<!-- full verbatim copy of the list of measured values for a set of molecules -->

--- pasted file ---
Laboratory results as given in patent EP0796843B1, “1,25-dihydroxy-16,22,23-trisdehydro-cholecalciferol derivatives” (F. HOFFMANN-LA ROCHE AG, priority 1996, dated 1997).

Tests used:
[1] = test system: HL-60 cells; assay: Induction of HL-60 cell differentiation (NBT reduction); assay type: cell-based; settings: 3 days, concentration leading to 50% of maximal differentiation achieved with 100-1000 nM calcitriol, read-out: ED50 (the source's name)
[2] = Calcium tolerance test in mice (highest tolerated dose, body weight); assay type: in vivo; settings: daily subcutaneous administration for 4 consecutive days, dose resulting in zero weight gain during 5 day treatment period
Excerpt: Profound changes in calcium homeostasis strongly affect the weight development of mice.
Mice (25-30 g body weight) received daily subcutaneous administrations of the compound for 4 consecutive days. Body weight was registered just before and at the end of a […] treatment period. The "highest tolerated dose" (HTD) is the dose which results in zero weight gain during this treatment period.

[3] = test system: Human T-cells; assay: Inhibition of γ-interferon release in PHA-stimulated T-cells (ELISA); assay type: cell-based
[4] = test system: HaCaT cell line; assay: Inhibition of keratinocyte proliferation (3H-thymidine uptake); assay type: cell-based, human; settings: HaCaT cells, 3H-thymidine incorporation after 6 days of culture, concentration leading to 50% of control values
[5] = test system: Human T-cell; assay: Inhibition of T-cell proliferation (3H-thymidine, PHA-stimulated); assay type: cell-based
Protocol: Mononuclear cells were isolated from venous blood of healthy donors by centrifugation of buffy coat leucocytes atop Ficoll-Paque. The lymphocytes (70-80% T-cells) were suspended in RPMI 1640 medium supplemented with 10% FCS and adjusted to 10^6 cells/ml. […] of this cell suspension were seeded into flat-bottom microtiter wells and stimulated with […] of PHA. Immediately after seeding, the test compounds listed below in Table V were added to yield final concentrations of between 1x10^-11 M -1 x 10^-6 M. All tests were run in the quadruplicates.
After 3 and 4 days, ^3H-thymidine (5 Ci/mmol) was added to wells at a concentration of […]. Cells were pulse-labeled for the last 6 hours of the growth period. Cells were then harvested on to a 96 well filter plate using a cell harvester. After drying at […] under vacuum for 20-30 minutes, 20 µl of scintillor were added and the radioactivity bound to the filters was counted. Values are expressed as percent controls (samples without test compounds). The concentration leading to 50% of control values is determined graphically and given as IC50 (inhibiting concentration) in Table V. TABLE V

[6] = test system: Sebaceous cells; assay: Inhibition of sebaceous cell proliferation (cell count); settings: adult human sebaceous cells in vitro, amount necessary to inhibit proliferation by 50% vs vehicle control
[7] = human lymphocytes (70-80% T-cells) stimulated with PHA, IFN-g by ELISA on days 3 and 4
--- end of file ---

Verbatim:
Laboratory results as given in patent EP0796843B1, “1,25-dihydroxy-16,22,23-trisdehydro-cholecalciferol derivatives” (F. HOFFMANN-LA ROCHE AG, priority 1996, dated 1997).

Tests used:
[1] = test system: HL-60 cells; assay: Induction of HL-60 cell differentiation (NBT reduction); assay type: cell-based; settings: 3 days, concentration leading to 50% of maximal differentiation achieved with 100-1000 nM calcitriol, read-out: ED50 (the source's name)
[2] = Calcium tolerance test in mice (highest tolerated dose, body weight); assay type: in vivo; settings: daily subcutaneous administration for 4 consecutive days, dose resulting in zero weight gain during 5 day treatment period
Excerpt: Profound changes in calcium homeostasis strongly affect the weight development of mice.
Mice (25-30 g body weight) received daily subcutaneous administrations of the compound for 4 consecutive days. Body weight was registered just before and at the end of a […] treatment period. The "highest tolerated dose" (HTD) is the dose which results in zero weight gain during this treatment period.

[3] = test system: Human T-cells; assay: Inhibition of γ-interferon release in PHA-stimulated T-cells (ELISA); assay type: cell-based
[4] = test system: HaCaT cell line; assay: Inhibition of keratinocyte proliferation (3H-thymidine uptake); assay type: cell-based, human; settings: HaCaT cells, 3H-thymidine incorporation after 6 days of culture, concentration leading to 50% of control values
[5] = test system: Human T-cell; assay: Inhibition of T-cell proliferation (3H-thymidine, PHA-stimulated); assay type: cell-based
Protocol: Mononuclear cells were isolated from venous blood of healthy donors by centrifugation of buffy coat leucocytes atop Ficoll-Paque. The lymphocytes (70-80% T-cells) were suspended in RPMI 1640 medium supplemented with 10% FCS and adjusted to 10^6 cells/ml. […] of this cell suspension were seeded into flat-bottom microtiter wells and stimulated with […] of PHA. Immediately after seeding, the test compounds listed below in Table V were added to yield final concentrations of between 1x10^-11 M -1 x 10^-6 M. All tests were run in the quadruplicates.
After 3 and 4 days, ^3H-thymidine (5 Ci/mmol) was added to wells at a concentration of […]. Cells were pulse-labeled for the last 6 hours of the growth period. Cells were then harvested on to a 96 well filter plate using a cell harvester. After drying at […] under vacuum for 20-30 minutes, 20 µl of scintillor were added and the radioactivity bound to the filters was counted. Values are expressed as percent controls (samples without test compounds). The concentration leading to 50% of control values is determined graphically and given as IC50 (inhibiting concentration) in Table V. TABLE V

[6] = test system: Sebaceous cells; assay: Inhibition of sebaceous cell proliferation (cell count); settings: adult human sebaceous cells in vitro, amount necessary to inhibit proliferation by 50% vs vehicle control
[7] = human lymphocytes (70-80% T-cells) stimulated with PHA, IFN-g by ELISA on days 3 and 4